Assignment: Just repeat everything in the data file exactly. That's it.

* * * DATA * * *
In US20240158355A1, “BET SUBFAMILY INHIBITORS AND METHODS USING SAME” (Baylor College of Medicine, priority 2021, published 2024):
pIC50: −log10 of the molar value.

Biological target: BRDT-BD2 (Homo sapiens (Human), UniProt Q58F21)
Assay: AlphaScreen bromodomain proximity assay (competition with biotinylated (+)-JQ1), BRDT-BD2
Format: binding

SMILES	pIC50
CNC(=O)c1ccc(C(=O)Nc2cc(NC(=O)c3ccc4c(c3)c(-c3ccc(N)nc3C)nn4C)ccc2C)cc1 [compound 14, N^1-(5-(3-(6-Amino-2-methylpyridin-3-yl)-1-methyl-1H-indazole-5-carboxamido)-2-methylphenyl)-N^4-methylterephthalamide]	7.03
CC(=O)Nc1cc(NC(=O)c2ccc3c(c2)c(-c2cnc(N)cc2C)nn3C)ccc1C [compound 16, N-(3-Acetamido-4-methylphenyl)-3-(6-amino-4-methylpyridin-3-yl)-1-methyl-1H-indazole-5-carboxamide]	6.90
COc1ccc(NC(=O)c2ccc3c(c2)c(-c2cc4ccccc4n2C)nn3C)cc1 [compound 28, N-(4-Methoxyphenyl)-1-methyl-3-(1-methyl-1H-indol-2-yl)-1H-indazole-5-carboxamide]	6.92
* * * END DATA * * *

In US20240158355A1, “BET SUBFAMILY INHIBITORS AND METHODS USING SAME” (Baylor College of Medicine, priority 2021, published 2024):
pIC50: −log10 of the molar value.

Biological target: BRDT-BD2 (Homo sapiens (Human), UniProt Q58F21)
Assay: AlphaScreen bromodomain proximity assay (competition with biotinylated (+)-JQ1), BRDT-BD2
Format: binding

SMILES	pIC50
CNC(=O)c1ccc(C(=O)Nc2cc(NC(=O)c3ccc4c(c3)c(-c3ccc(N)nc3C)nn4C)ccc2C)cc1 [compound 14, N^1-(5-(3-(6-Amino-2-methylpyridin-3-yl)-1-methyl-1H-indazole-5-carboxamido)-2-methylphenyl)-N^4-methylterephthalamide]	7.03
CC(=O)Nc1cc(NC(=O)c2ccc3c(c2)c(-c2cnc(N)cc2C)nn3C)ccc1C [compound 16, N-(3-Acetamido-4-methylphenyl)-3-(6-amino-4-methylpyridin-3-yl)-1-methyl-1H-indazole-5-carboxamide]	6.90
COc1ccc(NC(=O)c2ccc3c(c2)c(-c2cc4ccccc4n2C)nn3C)cc1 [compound 28, N-(4-Methoxyphenyl)-1-methyl-3-(1-methyl-1H-indol-2-yl)-1H-indazole-5-carboxamide]	6.92